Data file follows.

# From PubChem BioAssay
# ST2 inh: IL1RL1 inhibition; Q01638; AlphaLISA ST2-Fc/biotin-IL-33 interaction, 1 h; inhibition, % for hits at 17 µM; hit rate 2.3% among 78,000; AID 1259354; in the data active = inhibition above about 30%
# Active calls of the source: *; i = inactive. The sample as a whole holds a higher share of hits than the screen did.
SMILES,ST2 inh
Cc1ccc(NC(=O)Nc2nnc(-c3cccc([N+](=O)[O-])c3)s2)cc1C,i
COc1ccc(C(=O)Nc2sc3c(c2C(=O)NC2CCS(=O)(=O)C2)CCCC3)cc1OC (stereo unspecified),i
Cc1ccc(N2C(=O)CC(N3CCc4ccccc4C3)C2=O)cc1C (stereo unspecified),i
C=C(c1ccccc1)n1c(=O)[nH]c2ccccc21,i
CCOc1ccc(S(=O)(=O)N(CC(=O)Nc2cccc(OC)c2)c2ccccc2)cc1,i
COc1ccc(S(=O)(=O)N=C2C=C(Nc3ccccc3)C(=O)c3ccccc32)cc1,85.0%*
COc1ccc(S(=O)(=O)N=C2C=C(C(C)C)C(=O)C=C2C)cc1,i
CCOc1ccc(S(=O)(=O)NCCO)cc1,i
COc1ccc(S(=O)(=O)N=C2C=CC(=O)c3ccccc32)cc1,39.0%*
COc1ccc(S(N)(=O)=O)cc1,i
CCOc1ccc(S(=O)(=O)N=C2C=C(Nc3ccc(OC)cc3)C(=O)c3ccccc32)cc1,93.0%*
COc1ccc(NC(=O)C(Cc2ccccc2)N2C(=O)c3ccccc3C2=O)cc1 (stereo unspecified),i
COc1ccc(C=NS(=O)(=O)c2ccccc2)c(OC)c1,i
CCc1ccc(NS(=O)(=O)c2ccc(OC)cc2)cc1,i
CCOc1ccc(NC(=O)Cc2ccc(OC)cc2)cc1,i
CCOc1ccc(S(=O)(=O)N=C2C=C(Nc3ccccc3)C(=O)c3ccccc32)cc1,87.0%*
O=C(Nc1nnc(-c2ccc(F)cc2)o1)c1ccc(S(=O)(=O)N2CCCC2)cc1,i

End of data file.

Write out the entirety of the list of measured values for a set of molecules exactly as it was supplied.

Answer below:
# From PubChem BioAssay
# ST2 inh: IL1RL1 inhibition; Q01638; AlphaLISA ST2-Fc/biotin-IL-33 interaction, 1 h; inhibition, % for hits at 17 µM; hit rate 2.3% among 78,000; AID 1259354; in the data active = inhibition above about 30%
# Active calls of the source: *; i = inactive. The sample as a whole holds a higher share of hits than the screen did.
SMILES,ST2 inh
Cc1ccc(NC(=O)Nc2nnc(-c3cccc([N+](=O)[O-])c3)s2)cc1C,i
COc1ccc(C(=O)Nc2sc3c(c2C(=O)NC2CCS(=O)(=O)C2)CCCC3)cc1OC (stereo unspecified),i
Cc1ccc(N2C(=O)CC(N3CCc4ccccc4C3)C2=O)cc1C (stereo unspecified),i
C=C(c1ccccc1)n1c(=O)[nH]c2ccccc21,i
CCOc1ccc(S(=O)(=O)N(CC(=O)Nc2cccc(OC)c2)c2ccccc2)cc1,i
COc1ccc(S(=O)(=O)N=C2C=C(Nc3ccccc3)C(=O)c3ccccc32)cc1,85.0%*
COc1ccc(S(=O)(=O)N=C2C=C(C(C)C)C(=O)C=C2C)cc1,i
CCOc1ccc(S(=O)(=O)NCCO)cc1,i
COc1ccc(S(=O)(=O)N=C2C=CC(=O)c3ccccc32)cc1,39.0%*
COc1ccc(S(N)(=O)=O)cc1,i
CCOc1ccc(S(=O)(=O)N=C2C=C(Nc3ccc(OC)cc3)C(=O)c3ccccc32)cc1,93.0%*
COc1ccc(NC(=O)C(Cc2ccccc2)N2C(=O)c3ccccc3C2=O)cc1 (stereo unspecified),i
COc1ccc(C=NS(=O)(=O)c2ccccc2)c(OC)c1,i
CCc1ccc(NS(=O)(=O)c2ccc(OC)cc2)cc1,i
CCOc1ccc(NC(=O)Cc2ccc(OC)cc2)cc1,i
CCOc1ccc(S(=O)(=O)N=C2C=C(Nc3ccccc3)C(=O)c3ccccc32)cc1,87.0%*
O=C(Nc1nnc(-c2ccc(F)cc2)o1)c1ccc(S(=O)(=O)N2CCCC2)cc1,i